This is a guide of the highest quality from Gecko Press. As the award-winning author explains, ‘An observologist is someone who makes scientific expeditions every day, albeit very small ones…They are expert at finding tiny creatures, plants and fungi’ (p. 4). The first section of the book explains all about observology, the study of looking. Then the four following sections describe what can be found in four different places: A Damp Corner, Pavement, A Weedy Patch and Behind the Curtains.
Over 100 minibeasts are considered throughout this beautiful hardback. Text is complemented by excellent graphic and comic illustrations. In addition, there are many full-page drawings: the one showing honeybees is my favourite! The information presented is perfect for the curious youngster who is keen to learn more about nature and the environment in an accessible way.
This publication is peppered with useful instructions such as, ‘How to Save a Worm That’s in Danger of Being Stomped On,’ (p.68) and ‘How to Help an Exhausted Honeybee or Bumblebee’ (p. 75). There are heaps of scientific facts as well as interesting ecological information. For example, the Slugs and Snails chapter covers six pages with lots of suggestions as to where to find them.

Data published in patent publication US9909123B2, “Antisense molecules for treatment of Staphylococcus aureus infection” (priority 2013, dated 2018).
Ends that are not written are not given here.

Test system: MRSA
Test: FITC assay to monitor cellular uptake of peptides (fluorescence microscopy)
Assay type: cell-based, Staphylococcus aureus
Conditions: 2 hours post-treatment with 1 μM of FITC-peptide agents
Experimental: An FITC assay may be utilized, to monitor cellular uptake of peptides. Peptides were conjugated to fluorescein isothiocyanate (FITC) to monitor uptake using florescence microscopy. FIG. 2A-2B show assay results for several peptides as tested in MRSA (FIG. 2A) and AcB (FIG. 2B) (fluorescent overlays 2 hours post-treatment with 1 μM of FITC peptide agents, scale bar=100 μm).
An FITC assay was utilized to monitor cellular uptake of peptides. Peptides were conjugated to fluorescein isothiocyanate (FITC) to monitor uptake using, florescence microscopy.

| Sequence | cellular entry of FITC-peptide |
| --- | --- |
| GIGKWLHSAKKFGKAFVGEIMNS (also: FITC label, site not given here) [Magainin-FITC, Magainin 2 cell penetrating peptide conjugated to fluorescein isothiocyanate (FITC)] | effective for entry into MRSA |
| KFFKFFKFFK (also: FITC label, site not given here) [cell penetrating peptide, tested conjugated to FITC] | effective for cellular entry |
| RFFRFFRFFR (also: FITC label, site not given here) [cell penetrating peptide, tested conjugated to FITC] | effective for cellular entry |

I had not come across New Zealand author illustrator Giselle Clarkson previously, but her books have won many awards, and I will be seeking them out. Whilst I have put the age range for this book as 8-10 it is aimed at both younger and older readers than this. It would make a fantastic present for a child keen on science and the natural world as well as being ideal for the school and library. It is a comprehensive, ‘Handbook for Mounting Very Small Scientific Expeditions’ as it says on the front cover and would be unputdownable for the budding scientist!